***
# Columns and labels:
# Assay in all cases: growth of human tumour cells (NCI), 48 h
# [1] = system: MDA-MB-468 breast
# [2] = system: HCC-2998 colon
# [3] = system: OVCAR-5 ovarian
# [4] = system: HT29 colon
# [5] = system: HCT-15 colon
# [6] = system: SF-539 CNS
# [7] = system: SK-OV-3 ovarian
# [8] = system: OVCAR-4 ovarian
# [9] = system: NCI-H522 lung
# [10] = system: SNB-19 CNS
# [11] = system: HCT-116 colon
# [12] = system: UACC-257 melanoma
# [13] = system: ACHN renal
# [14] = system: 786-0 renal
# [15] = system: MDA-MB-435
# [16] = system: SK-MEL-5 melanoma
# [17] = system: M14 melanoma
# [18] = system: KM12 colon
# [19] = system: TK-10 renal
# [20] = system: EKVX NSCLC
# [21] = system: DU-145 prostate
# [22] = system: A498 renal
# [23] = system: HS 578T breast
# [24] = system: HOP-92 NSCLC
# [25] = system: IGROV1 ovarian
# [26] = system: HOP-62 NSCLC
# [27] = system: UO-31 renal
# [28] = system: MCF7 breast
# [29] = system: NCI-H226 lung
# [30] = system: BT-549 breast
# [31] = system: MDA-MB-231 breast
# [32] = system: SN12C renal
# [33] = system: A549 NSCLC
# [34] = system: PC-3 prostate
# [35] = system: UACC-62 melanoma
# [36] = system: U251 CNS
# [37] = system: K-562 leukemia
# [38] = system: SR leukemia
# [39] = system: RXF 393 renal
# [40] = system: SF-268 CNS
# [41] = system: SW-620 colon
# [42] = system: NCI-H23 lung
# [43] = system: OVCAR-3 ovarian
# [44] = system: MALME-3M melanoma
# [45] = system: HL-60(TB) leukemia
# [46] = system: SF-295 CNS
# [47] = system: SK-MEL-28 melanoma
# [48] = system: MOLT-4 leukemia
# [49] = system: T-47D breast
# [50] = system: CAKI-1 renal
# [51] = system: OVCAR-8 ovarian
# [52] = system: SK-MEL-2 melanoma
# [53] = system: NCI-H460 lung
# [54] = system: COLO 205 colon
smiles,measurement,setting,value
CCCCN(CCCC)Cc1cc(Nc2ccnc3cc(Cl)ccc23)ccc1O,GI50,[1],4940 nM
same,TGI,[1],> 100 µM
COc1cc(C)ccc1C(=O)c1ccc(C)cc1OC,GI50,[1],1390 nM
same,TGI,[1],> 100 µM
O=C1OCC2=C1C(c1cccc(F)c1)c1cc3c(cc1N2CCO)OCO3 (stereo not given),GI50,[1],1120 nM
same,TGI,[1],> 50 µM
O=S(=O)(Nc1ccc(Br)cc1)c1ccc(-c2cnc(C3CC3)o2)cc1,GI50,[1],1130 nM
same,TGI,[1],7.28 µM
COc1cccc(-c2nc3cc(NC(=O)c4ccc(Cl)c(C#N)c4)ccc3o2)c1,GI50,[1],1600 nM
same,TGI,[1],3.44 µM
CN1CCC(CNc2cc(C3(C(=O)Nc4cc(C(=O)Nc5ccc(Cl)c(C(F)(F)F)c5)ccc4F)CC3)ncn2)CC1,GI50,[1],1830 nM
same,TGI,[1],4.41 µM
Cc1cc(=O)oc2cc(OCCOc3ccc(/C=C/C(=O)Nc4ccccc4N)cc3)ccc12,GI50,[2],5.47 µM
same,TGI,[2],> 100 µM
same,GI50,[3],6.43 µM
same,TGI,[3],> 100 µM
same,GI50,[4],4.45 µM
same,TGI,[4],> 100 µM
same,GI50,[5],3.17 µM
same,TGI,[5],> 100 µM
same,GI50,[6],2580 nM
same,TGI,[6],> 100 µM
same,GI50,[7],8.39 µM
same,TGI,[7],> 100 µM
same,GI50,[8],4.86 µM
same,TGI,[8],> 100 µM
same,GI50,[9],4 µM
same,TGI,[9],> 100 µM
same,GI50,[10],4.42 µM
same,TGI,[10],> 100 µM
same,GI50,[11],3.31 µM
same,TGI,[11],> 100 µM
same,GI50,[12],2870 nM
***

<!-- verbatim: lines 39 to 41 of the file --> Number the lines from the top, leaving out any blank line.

# [37] = system: K-562 leukemia
# [38] = system: SR leukemia
# [39] = system: RXF 393 renal